"The interpretation of an unambiguous written contract is a question of law for the trial court to determine. Likewise, the determination of whether an ambiguity exists is also a question of law. (Nerone v. Boehler (1976), 34 Ill. App. 3d 888, 340 N.E.2d 534.) Simply because the parties cannot agree on the meaning of a contract does not mean it is ambiguous. (Joseph v. Lake Michigan Mortgage Co. (1982), 106 Ill. App. 3d 988, 436 N.E.2d 663.)"


"Where the terms of a written agreement are in any respect ambiguous, uncertain, or doubtful, and the parties have by their own acts and conduct placed a practical construction on the provisions of the contract, evidence of their acts or conduct is admissible to enable the court to determine the intention of the parties at the time the contract was made, and it makes no difference whether such acts are contemporaneous or subsequent.

Our courts have stated that the reason underlying this rule is manifest. It is the duty of the court to give effect to the intention of the parties where it is not wholly at variance with the correct legal interpretation of the terms of the contract, and a practical construction placed by the parties upon the contract is the best evidence of their intention. Courts have a right to assume that the parties know best what they meant, and, if, in reducing their agreement to writing, words or terms have been used that render the contract ambiguous or uncertain, the construction by the parties thereto, as shown by their acts thereunder, cannot help but be of value in ascertaining the true intent and meaning of such contract.

The practical construction by the parties of prior similar contracts may be shown, but the construction of a prior contract is not admissible for the purpose of construing a subsequent dissimilar contract." 12A Ill. L. & Prac. Contracts § 262, at 104-05 (1983).

Generally, the parties to a contract are expected to perform according to its terms, and the failure of one party to so perform could form the basis for a cause of action by the other party, seeking damages for injuries incurred as a result of the breach of the contract. (See Premier Electrical Construction Co. v. City of Chicago (1987), 159 Ill. App. 3d 98, 512 N.E.2d 44, appeal denied (1987), 117 Ill. 2d 553, 517 N.E.2d 1095.) In order for plaintiff to recover, defendants must have breached an implied or express contract.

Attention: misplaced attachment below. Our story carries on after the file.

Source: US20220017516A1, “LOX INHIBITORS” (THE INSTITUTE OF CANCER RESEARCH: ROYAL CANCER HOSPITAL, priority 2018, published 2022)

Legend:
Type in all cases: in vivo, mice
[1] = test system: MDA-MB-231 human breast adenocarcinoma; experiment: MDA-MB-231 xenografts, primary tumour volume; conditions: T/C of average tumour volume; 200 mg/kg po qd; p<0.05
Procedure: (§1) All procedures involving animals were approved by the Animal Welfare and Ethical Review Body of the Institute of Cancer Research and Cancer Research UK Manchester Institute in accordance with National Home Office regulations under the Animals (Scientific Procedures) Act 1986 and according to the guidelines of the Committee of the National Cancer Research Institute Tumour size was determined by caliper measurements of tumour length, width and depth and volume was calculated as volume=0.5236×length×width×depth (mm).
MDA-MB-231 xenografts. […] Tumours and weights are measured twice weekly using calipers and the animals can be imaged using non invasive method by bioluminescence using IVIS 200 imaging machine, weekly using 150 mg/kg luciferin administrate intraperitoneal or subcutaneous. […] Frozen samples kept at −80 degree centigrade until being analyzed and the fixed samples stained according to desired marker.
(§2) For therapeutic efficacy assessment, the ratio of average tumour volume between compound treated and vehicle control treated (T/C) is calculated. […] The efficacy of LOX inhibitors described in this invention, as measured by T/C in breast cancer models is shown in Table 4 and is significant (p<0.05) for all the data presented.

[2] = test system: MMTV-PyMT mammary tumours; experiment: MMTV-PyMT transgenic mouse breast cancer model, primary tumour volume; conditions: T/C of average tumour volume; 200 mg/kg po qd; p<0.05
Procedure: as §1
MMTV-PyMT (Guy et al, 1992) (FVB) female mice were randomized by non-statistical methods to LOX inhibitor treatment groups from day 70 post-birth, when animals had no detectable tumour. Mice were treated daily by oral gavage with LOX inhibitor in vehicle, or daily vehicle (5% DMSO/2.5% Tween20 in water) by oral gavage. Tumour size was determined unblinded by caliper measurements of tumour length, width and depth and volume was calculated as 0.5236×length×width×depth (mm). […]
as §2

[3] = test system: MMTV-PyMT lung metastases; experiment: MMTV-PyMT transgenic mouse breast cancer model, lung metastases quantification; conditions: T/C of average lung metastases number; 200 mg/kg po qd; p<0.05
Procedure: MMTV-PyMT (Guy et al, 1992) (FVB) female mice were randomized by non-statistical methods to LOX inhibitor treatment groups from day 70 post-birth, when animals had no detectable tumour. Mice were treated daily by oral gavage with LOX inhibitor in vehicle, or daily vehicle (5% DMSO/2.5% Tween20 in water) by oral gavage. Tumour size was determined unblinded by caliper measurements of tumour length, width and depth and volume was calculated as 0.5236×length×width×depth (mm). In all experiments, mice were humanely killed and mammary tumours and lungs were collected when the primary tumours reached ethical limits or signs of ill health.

Count II is an action against Casey based on the February 5, 1962, Transportation Agreement, as amended on January 1, 1974. Basically that contract states Marshall shall transport gas and Casey will pay 1 cent per Mcf "as recorded by the Casey meter" for all gas delivered. By the January 1, 1974, amendment this price was raised to 3.3 cents per Mcf "as recorded by the Casey meter." Nowhere does the complaint allege Casey failed to pay those amounts charged. Instead it alleges Marshall "failed to take into account the factor of supercompressibility" from March 1, 1976, to April 30, 1985, and therefore Casey received 117,981.29 Mcf more natural gas for which Casey never paid. Therefore, Marshall claims Casey owes $3,863.73.

But the contract does not contemplate the application of a supercompressibility factor. Supercompressibility is a factor utilized in the calculation of volume and value of gas delivered. Here, the transportation rate and method of calculation is already specific. Furthermore, unlike the June 8, 1964, agreement between the cities, no reference is made in the transportation agreement, or its later amendment, to the rates of Midwestern or the method of calculating rates under the general terms and conditions of the FPC. These transportation contracts specify the amount charged will be a specific rate applied to a volume discerned by a reading of the meter. Nothing more. If there is any ambiguity, the practice of the parties since 1964 has clarified it.

Count III, against Casey and Martinsville, involves allegations with a greater potential for ambiguity than does count II. As stated earlier, count III seeks recovery for breach of the June 8, 1964, written contract based on the combined readings of: (1) paragraph 4 of said contract; (2) article IV of the Midwestern agreement; and (3) volume one, general terms and conditions, paragraph III, subparagraph 2, of the Federal Energy Regulatory Commission Gas Tariffs. However, the construction of the contracts by the parties as shown by their conduct clearly indicates there was never any intention of applying a supercompressibility factor to adjust the bills as between the cities. The parties simply intended to read the meters, apply the rate charged by Midwestern, and thereby calculate the respective amounts owed. The supercompressibility factor was a factor Midwestern could use to calculate its rates. Absolutely nothing is said about Marshall further applying the factor to adjust the bills sent to the parties by Midwestern. And if it was Marshall's responsibility to adjust the amounts by applying the factor, then what conduct of defendants is alleged which can be said to be a breach of contract? Counts II and III should also have been dismissed for failure to state a cause of action.

Furthermore, this is the reason the parties have such a difficult time determining when the statute of limitations is to begin to run. The statute of limitations must begin to run from the date of the breach in a contract action. If there is no breach, the statute of limitations never begins to run.

In this case, there has been no breach alleged. The complaint fails to allege a duty to plaintiff which defendants failed to meet. Therefore, it is unnecessary to consider whether any of the counts are barred by the appropriate statute of limitations.

For the foregoing reasons, the judgment of the circuit court of Clark County is affirmed.



Judgment affirmed.